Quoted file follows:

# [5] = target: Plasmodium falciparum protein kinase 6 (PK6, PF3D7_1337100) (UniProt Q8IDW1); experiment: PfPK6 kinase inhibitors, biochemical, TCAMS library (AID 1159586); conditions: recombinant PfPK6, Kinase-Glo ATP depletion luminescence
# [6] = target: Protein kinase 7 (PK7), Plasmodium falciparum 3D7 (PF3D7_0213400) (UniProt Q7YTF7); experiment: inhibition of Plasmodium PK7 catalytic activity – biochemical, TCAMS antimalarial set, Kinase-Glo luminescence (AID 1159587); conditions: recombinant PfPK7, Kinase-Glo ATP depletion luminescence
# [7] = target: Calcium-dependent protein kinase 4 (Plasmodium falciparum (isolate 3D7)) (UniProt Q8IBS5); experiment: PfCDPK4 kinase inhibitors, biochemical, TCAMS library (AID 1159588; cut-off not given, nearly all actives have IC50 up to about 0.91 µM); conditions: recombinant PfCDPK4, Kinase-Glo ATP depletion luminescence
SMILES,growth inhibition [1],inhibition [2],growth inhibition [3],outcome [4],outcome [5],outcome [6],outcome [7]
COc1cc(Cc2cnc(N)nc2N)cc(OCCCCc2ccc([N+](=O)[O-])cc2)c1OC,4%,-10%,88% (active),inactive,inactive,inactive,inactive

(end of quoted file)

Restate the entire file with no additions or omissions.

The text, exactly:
# [5] = target: Plasmodium falciparum protein kinase 6 (PK6, PF3D7_1337100) (UniProt Q8IDW1); experiment: PfPK6 kinase inhibitors, biochemical, TCAMS library (AID 1159586); conditions: recombinant PfPK6, Kinase-Glo ATP depletion luminescence
# [6] = target: Protein kinase 7 (PK7), Plasmodium falciparum 3D7 (PF3D7_0213400) (UniProt Q7YTF7); experiment: inhibition of Plasmodium PK7 catalytic activity – biochemical, TCAMS antimalarial set, Kinase-Glo luminescence (AID 1159587); conditions: recombinant PfPK7, Kinase-Glo ATP depletion luminescence
# [7] = target: Calcium-dependent protein kinase 4 (Plasmodium falciparum (isolate 3D7)) (UniProt Q8IBS5); experiment: PfCDPK4 kinase inhibitors, biochemical, TCAMS library (AID 1159588; cut-off not given, nearly all actives have IC50 up to about 0.91 µM); conditions: recombinant PfCDPK4, Kinase-Glo ATP depletion luminescence
SMILES,growth inhibition [1],inhibition [2],growth inhibition [3],outcome [4],outcome [5],outcome [6],outcome [7]
COc1cc(Cc2cnc(N)nc2N)cc(OCCCCc2ccc([N+](=O)[O-])cc2)c1OC,4%,-10%,88% (active),inactive,inactive,inactive,inactive